According to a 1976 Home News’ story by Don Greenwood (and provided last week by Lone Rock historian Jim Greenheck), Ben Silko was working the night shift at the airport. When Silko attempted to make the official reading, he found the thermometer’s alcohol contracted into the bottom bulb well below the lowest calibrated mark on the thermometer. He then arrived at the official minus 53-degress reading by calibrating the distance from the top of the bulb upward to the minus 47-degree mark. It may actually have been several degrees colder, Silko said in 1976.

Jim Greenheck remembered that day. He went to work as usual at the Chevy garage in Lone Rock. “It was so quiet you could have heard a penny drop on the street,” said Greenheck. Arriving at work, he said last week: “Everything was frozen in the garage.” He received a call from the Bear Valley cheese factory where the milk truck failed to start. Driving a wrecker from the garage in Lone Rock to the cheese factory, Greenheck said the extreme cold caused some unusual physical consequences. “The paint flew off the hood off the truck,” he said. When he attempted to tow the stalled milk truck, its wheels were frozen so solidly that it skidded across the ground.

Uncle Tony Greenheck, mayor of Lone Rock, at the time, began fielding calls from media outlets around the nation as word spread of the frigid temperatures.

While wind currents flowing down a draw through Bear Valley in the direction of Lone Rock, and the Wisconsin River may have contributed to the harsh weather, Greenheck added: ‘We don’t get the weather that we used to get.” He speculated the global warming may be responsible.

(That brings to mind an interesting question in the global warming/climate change debate: What if global warming improves Wisconsin’s weather?)

Lone Rock’s cold night stood as the record for the coldest temperature in Wisconsin until Feb. 2 and 4, 1996, when Couderay dropped to 55 below zero. Couderay appears to not have marketed itself as Lone Rock did.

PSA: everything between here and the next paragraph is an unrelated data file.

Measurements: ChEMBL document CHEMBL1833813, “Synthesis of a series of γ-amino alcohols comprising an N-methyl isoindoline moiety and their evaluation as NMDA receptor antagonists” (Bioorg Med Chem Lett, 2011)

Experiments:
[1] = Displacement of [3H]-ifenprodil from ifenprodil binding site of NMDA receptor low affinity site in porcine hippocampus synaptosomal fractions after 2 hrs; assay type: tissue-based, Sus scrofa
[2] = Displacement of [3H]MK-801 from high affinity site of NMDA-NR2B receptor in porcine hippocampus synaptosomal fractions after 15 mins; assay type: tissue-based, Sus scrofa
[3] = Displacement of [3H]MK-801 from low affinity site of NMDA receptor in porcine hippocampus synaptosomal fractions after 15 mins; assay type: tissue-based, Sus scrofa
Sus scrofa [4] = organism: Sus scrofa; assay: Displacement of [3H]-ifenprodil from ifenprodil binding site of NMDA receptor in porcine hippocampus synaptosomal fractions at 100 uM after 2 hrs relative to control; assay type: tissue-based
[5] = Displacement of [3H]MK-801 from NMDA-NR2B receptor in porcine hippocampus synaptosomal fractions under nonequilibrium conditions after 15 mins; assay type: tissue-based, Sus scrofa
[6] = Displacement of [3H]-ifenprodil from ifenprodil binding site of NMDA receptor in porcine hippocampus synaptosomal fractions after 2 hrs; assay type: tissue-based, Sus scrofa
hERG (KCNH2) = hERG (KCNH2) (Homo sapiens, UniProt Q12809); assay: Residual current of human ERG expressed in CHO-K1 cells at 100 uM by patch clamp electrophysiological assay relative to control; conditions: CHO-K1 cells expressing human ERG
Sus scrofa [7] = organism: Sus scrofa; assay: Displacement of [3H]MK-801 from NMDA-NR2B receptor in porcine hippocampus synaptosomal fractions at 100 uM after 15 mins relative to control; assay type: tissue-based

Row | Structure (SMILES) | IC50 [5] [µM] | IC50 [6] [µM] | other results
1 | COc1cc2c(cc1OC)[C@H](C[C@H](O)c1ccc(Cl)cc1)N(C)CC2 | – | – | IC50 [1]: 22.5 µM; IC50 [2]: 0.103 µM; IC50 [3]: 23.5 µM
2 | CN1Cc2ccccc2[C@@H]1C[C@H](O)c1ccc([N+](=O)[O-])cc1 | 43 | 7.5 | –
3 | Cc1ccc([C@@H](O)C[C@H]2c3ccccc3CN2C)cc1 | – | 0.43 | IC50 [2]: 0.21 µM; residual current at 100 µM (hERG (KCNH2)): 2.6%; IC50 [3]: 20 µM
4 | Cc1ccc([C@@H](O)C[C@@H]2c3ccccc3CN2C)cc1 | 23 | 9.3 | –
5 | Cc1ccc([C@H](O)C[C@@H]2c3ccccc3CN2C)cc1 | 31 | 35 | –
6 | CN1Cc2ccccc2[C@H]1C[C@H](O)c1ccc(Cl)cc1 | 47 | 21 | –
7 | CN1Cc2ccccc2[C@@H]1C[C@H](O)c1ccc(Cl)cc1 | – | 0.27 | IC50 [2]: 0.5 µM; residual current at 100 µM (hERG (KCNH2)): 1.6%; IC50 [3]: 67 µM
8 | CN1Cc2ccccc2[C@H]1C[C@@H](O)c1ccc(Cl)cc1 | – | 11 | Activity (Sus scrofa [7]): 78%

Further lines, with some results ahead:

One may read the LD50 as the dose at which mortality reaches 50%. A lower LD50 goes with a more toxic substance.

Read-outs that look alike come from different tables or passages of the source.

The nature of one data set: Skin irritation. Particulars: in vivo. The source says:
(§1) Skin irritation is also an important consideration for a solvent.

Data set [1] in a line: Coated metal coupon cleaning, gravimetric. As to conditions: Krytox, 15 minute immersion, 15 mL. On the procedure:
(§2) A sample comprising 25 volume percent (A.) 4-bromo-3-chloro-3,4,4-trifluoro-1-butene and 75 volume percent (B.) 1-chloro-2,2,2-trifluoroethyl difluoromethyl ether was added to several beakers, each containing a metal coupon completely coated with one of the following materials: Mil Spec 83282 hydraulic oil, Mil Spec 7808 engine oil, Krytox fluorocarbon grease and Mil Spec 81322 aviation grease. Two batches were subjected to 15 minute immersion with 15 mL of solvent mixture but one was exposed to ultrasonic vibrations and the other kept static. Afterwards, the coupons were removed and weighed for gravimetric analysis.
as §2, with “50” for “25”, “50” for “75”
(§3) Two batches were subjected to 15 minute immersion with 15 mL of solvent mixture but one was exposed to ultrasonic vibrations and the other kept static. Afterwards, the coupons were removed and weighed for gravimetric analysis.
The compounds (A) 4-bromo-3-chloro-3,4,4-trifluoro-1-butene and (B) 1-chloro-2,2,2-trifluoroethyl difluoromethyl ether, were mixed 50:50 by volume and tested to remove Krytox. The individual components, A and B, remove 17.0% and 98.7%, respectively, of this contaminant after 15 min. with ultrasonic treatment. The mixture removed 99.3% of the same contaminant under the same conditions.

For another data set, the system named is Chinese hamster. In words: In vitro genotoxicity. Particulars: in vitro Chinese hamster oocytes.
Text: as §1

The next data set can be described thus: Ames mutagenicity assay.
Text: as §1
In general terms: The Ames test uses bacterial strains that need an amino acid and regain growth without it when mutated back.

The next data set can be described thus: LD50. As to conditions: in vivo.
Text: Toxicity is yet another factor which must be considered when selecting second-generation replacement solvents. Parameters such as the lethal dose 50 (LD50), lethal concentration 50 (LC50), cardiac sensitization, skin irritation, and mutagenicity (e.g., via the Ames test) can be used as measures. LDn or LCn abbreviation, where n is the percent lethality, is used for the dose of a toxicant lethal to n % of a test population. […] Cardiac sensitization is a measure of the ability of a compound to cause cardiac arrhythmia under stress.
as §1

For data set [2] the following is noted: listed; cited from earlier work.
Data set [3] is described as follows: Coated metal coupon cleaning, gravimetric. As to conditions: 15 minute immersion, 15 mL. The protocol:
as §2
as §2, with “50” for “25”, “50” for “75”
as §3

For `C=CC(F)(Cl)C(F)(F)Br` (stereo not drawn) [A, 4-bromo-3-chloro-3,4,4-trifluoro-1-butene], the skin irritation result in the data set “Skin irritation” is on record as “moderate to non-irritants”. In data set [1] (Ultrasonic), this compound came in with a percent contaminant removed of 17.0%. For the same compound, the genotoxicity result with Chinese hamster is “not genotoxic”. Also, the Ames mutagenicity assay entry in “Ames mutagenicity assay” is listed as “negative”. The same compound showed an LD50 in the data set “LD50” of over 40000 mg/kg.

How to make money on “climate change”

This is not about Al Gore, though Al Gore certainly has made money on the irrational fear of man’s effect on Earth.

Wall Street Journal columnist Holman W. Jenkins Jr. may not be making money off “climate change” directly, but his employer is:

No contributor has written more frequently on the subject of climate change on these pages—45 times over the past 20 years according to the “study” behind a recent series of ads (at $27,309 a pop) assailing the Journal’s editorial page for its climate coverage.

Yet how ploddingly conventional my views have been: I’ve written that evidence of climate change is not evidence of what causes climate change. The Intergovernmental Panel on Climate Change agrees, in its latest report estimating with less than 100% confidence that a human role accounts for half the warming between 1951 and 2010.

I’ve written that it would be astonishing if human activity had no impact, but the important questions are how and how much. The IPCC agrees, estimating that a doubling of atmospheric CO2 from pre-industrial times would hike temperatures between 1.5 degrees and 4.5 degrees (Celsius), notably an increasein the range of uncertainty since its last report.

I’ve said science has been unable to discern signal from noise in the hunt for man-made warming. Yup, that’s why the IPCC relies on computer simulations. Indeed, the most telling words in its latest report are a question: “Are climate models getting better, and how would we know?”